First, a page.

Colin and George (very predictably) come to the rescue—and, as with all Blyton's mysteries, things are wrapped up very nicely indeed.
For a change from the Mystery series, all of the policemen in the Secret Seven books act very 'policeman-like'—no bumbling, and they really only appear in time to wrap things up. For some reason they are always described as 'fine, strong men'—it seems they are the only type employed in Peterswood (which is, incidentally, the name of their village).
The Secret SevenReview by Keith Robinson (July 29, 2006)
It's been oh-so-long since I read this series. I always remembered the books as being "juvenile" even when I read them at ten or eleven years old, so I wasn't overly bothered about reading them again. But I was pleasantly surprised. It's true that the books make for very light reading, at only a third of the length of, say, the Five Find-Outer Mystery books. You might call these books "bite-sized," great for a quick nibble between meals.
As Heather said above, the Seven fall into Enid Blyton's normal routine of introducing the characters in a verbal manner, even though in real life there would be no need for this. The example Heather gave could just as easily be something like...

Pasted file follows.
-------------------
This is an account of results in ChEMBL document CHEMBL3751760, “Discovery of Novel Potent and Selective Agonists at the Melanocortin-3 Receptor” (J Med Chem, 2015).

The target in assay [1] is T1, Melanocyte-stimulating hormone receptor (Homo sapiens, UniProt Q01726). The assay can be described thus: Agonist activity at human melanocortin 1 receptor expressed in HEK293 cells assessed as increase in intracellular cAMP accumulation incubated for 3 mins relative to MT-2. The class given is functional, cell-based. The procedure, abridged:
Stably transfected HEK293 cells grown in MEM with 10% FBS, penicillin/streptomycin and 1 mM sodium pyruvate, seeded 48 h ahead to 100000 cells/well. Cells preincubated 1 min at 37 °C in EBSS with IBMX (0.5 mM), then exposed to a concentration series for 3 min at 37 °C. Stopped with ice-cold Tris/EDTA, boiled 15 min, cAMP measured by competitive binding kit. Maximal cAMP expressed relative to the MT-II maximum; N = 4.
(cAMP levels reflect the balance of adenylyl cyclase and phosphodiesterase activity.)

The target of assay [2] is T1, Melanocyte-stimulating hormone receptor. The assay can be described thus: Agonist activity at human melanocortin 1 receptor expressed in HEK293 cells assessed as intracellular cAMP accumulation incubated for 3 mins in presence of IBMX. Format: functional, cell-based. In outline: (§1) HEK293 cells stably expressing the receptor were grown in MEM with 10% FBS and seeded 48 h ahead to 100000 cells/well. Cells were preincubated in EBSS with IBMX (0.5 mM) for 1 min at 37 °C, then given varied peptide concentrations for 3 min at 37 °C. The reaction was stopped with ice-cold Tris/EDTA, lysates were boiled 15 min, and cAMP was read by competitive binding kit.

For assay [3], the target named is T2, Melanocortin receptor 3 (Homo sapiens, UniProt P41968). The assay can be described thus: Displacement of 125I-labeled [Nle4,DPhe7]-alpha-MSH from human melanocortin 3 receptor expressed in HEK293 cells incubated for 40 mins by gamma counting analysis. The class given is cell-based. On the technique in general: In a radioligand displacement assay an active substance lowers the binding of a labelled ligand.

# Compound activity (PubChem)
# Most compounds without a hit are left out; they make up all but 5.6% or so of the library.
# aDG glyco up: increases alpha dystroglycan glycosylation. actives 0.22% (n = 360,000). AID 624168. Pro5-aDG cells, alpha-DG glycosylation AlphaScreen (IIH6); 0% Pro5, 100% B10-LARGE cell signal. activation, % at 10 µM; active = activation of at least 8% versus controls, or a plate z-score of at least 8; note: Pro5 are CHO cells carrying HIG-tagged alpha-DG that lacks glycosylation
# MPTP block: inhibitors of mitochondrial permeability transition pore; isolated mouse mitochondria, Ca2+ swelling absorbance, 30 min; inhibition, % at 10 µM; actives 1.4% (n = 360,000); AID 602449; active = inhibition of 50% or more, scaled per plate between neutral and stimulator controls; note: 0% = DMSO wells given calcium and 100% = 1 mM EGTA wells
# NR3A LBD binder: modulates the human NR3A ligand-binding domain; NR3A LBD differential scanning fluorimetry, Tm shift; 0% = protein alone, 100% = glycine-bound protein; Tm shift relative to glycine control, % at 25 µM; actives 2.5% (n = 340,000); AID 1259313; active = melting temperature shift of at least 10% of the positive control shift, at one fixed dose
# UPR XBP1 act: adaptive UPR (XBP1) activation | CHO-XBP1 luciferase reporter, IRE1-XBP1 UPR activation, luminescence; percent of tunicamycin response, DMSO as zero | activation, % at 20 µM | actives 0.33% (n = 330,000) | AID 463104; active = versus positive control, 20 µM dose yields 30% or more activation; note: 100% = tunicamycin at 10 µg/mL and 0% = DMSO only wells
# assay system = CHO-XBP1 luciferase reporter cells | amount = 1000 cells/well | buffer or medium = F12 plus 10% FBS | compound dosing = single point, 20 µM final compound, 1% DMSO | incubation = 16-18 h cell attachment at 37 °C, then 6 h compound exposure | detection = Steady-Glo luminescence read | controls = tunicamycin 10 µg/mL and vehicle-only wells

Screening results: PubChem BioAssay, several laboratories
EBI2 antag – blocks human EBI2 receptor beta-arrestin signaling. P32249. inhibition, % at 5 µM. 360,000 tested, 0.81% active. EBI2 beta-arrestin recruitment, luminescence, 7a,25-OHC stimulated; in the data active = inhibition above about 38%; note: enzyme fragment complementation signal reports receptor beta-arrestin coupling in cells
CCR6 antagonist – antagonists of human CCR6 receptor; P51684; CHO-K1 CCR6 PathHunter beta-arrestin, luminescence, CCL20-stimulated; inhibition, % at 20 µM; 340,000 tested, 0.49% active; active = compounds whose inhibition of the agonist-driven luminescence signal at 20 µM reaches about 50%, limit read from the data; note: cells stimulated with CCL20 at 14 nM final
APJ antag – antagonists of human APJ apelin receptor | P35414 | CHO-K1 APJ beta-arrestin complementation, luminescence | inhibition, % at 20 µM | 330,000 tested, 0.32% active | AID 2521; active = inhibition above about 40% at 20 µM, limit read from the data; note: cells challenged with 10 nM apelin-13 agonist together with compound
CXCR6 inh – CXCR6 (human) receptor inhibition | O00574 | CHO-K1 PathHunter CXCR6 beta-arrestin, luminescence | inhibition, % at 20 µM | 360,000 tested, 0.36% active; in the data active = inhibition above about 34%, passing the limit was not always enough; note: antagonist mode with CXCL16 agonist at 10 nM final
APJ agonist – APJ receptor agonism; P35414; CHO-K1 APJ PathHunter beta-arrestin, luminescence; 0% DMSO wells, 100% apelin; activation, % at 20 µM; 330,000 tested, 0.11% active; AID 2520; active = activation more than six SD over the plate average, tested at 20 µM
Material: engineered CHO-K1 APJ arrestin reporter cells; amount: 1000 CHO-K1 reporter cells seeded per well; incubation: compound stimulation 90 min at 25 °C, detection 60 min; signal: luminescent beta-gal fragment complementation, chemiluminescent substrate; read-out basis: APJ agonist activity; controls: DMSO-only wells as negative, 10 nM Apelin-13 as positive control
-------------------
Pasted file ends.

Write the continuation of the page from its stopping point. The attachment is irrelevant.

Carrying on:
"Let's see—I'll do notes for Pam, Colin, and Jack," said Peter, "and you do notes for Barbara and George."
There. Done. All seven members introduced, and without resorting to silly verbal exposition. That said, this is a small niggle, and to be expected in what is essentially a series aimed at seven-year-olds. It doesn't stop it being fun, and these books are a lot of fun.
There's not a whole lot of characterization, but just enough to see the characters as different people. Well, most of them anyway. Peter is the leader, proud of his Society and a little pompous and arrogant about it. Janet is his sister, and quite a decent sort of sister too; not like Jack's annoying sister Susie, who is not a member and never will be. Jack, in my opinion, is a nicer guy than Peter, and second-in-command (that might be my assumption in this first book, but later in the series he is "left in charge" while Peter is at the cinema).